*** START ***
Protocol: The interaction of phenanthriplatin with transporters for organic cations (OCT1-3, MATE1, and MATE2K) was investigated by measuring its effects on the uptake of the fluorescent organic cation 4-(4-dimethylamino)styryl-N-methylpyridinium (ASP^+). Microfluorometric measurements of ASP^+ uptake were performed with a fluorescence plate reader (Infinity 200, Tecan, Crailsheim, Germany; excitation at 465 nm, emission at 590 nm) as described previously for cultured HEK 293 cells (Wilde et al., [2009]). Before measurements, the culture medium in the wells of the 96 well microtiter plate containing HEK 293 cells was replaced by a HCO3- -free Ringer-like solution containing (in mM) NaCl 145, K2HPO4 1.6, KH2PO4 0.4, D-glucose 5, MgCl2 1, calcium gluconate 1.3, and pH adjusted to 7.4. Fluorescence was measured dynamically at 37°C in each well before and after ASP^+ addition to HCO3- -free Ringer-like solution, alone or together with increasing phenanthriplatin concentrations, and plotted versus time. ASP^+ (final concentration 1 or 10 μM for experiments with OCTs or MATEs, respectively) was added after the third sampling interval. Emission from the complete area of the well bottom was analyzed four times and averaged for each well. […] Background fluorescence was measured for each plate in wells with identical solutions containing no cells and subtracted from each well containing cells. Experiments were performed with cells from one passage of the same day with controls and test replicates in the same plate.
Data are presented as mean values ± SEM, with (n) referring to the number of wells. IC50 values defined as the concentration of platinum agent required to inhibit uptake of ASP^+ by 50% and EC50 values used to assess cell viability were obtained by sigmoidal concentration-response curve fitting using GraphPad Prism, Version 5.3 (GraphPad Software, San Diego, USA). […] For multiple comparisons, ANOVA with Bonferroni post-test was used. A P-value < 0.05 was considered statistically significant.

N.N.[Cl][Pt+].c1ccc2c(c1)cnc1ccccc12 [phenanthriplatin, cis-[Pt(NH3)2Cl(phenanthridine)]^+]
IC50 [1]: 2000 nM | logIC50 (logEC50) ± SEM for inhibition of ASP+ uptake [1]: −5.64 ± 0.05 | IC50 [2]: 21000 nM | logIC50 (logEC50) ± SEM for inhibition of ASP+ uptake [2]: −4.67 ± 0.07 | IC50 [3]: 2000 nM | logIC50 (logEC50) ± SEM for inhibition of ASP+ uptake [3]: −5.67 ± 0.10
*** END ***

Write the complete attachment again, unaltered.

Protocol: The interaction of phenanthriplatin with transporters for organic cations (OCT1-3, MATE1, and MATE2K) was investigated by measuring its effects on the uptake of the fluorescent organic cation 4-(4-dimethylamino)styryl-N-methylpyridinium (ASP^+). Microfluorometric measurements of ASP^+ uptake were performed with a fluorescence plate reader (Infinity 200, Tecan, Crailsheim, Germany; excitation at 465 nm, emission at 590 nm) as described previously for cultured HEK 293 cells (Wilde et al., [2009]). Before measurements, the culture medium in the wells of the 96 well microtiter plate containing HEK 293 cells was replaced by a HCO3- -free Ringer-like solution containing (in mM) NaCl 145, K2HPO4 1.6, KH2PO4 0.4, D-glucose 5, MgCl2 1, calcium gluconate 1.3, and pH adjusted to 7.4. Fluorescence was measured dynamically at 37°C in each well before and after ASP^+ addition to HCO3- -free Ringer-like solution, alone or together with increasing phenanthriplatin concentrations, and plotted versus time. ASP^+ (final concentration 1 or 10 μM for experiments with OCTs or MATEs, respectively) was added after the third sampling interval. Emission from the complete area of the well bottom was analyzed four times and averaged for each well. […] Background fluorescence was measured for each plate in wells with identical solutions containing no cells and subtracted from each well containing cells. Experiments were performed with cells from one passage of the same day with controls and test replicates in the same plate.
Data are presented as mean values ± SEM, with (n) referring to the number of wells. IC50 values defined as the concentration of platinum agent required to inhibit uptake of ASP^+ by 50% and EC50 values used to assess cell viability were obtained by sigmoidal concentration-response curve fitting using GraphPad Prism, Version 5.3 (GraphPad Software, San Diego, USA). […] For multiple comparisons, ANOVA with Bonferroni post-test was used. A P-value < 0.05 was considered statistically significant.

N.N.[Cl][Pt+].c1ccc2c(c1)cnc1ccccc12 [phenanthriplatin, cis-[Pt(NH3)2Cl(phenanthridine)]^+]
IC50 [1]: 2000 nM | logIC50 (logEC50) ± SEM for inhibition of ASP+ uptake [1]: −5.64 ± 0.05 | IC50 [2]: 21000 nM | logIC50 (logEC50) ± SEM for inhibition of ASP+ uptake [2]: −4.67 ± 0.07 | IC50 [3]: 2000 nM | logIC50 (logEC50) ± SEM for inhibition of ASP+ uptake [3]: −5.67 ± 0.10